How would a seastead fair in a storm?


#21

Submarines that are forced to ride out storms head into the waves, and porpoise, rather than roll.


(.) #22

The maximum speed, 214 cm s−1, at a direction of almost due west (274°)
was observed on the shelf in 60 m of water at M1 near the surface (6 m).

(6m = approx = 18 feet)

214 cm s-1 = approx = 4.2 knots so that is speed of current generated.
So it is seawater flowing.

Air speed:
maximum winds of 55 – 60 m s−1
60 m s-1, so that is meter per second, not centimeter per second
60 m s-1 = 216 km/hr = approx = 116.76 knots


(.) #23

What do you think of the top speed of a submarine is?
It is probably a top secret.
My guess is 100 miles per hour.


(Bob LLewellyn) #24

They’re quick but not that quick. Naturally speeds are protected information but 35 KPH is reasonable compared to things that aren’t classified.


#25

35 knots is the reported speed at depth of the US Seawolf Class Nuclear subs. I would say they can probably go an additional 10% but not much faster. They also have an estimated crush depth of 3,000 feet, using 2 inch thick HY-100 alloy steel pressure hull.


(.) #26

OK, so I think it is faster than 35 kn.
And even the 35 kn is much faster than the 4 kn current.
So a submarine can go against a current of 4 kns and have a surface
speed of 31 kns. Or something like that, whatever that means.


(.) #27

Sometimes I wonder about the wuderwaffe the US might have.


(Bob LLewellyn) #28

Que es wuderwaffe?..


#29

Secret war machines (123)


(Larry G) #30

Traditionally, Submarines are cylinders. Making a broad aspect submersible is a very different thing.


#33

To method #3, how big is big enough to be impervious to wind and wave?


(Bob LLewellyn) #34

It is a question of inertia which includes a speed vector. A fast moving wave could have a devastating effect while a slow moving large wave could hit with little effect. So we can’t make something that will absolutely stop everything but we can design for everything that is reasonable. The design will also have an effect, Wil’s sphere will handle an on-coming wave better than a straight wall. Also speed has a vector of time. So a floating object that can move somewhat, will increase the time length of contact decreasing the pressure against the object. So we can’t know how big is enough but if we go with the largest wave on record and double the vertical size keeping the length and width proportional, 200ft should suffice.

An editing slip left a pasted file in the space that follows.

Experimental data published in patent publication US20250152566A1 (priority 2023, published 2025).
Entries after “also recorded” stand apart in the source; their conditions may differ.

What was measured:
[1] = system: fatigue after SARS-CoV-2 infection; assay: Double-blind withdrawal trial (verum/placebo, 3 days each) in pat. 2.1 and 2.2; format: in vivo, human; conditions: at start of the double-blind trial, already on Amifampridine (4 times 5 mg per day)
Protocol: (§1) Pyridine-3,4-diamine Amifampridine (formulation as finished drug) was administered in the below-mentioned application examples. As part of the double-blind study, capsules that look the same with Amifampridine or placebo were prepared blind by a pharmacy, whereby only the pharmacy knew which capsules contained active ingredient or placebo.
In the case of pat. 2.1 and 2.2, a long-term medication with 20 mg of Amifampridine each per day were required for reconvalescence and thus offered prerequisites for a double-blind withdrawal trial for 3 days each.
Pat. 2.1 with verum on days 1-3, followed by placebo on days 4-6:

#35

With more stabilizing techniques, would something smaller work - lets say 50mx50m (169x169ft)? I encountered this measure elsewhere in the forums as well as some reference to a platform patent from 1996.


(Matias Volco) #36

In open seas any surface dwelling structure smaller than one third of a mile requires a bow pointing to the wind and a set up similar to that extensiively described under the shortcut ramform or breakwater city, the triangular design

Past a gigantic size, like Oestershelde or Monaco Breakwater, the shape becomes less important, we can envision clusters of domes, or open sky bowls floating out at sea.
To weather century storms in the actual ocean, as @ForexBob readily disclaimed, an underwater living space of any size should be the best long term bet.


#37

Can you clarify what you mean by 1/3 a mile? Each side or 1/3 square mile? It seems the Oesterschelde is 50m long, so is this your definition of gigantic? Does that mean something 50x50m shouldn’t need to worry too much about big waves?


(Matias Volco) #38

A 50m set up needs to worry a lot about the waves and outside a lake or harbor can only work underwater or with a bow pointing to the wind.

those are the sections of which there are lots, but in a similar way the floating breakwater-city can also be articulated, as described in its ramform picture thread.

Past 500m we have to worry less about the waves and which shape and side faces what.


(Bob LLewellyn) #39

Either should work, a mile is 5280 ft, a square mile is 27,878,400 sq ft.
1/3 of a mile is 1760 ft. = 44.7 meters which we round up to 50 m.
1/3 of a sq mile is 9,292,800 sq ft or (3,048 ft X 3,048 ft.)

Over the years of discussion, we have sort of standardized the suggested base at 50 meters unless otherwise noted. We just don’t tell anyone, so forget that you read this.
Bob


(Matias Volco) #40

Prelude almost approaches the size which is “impervious to wind and wave” - but is still small enough to need a Turret Anchor allowing it to point to the waves.


(Chad Elwartowski) #41

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Modular Extension | Connectors | Cellular expansion | Building Technology | Advanced Cement Composites
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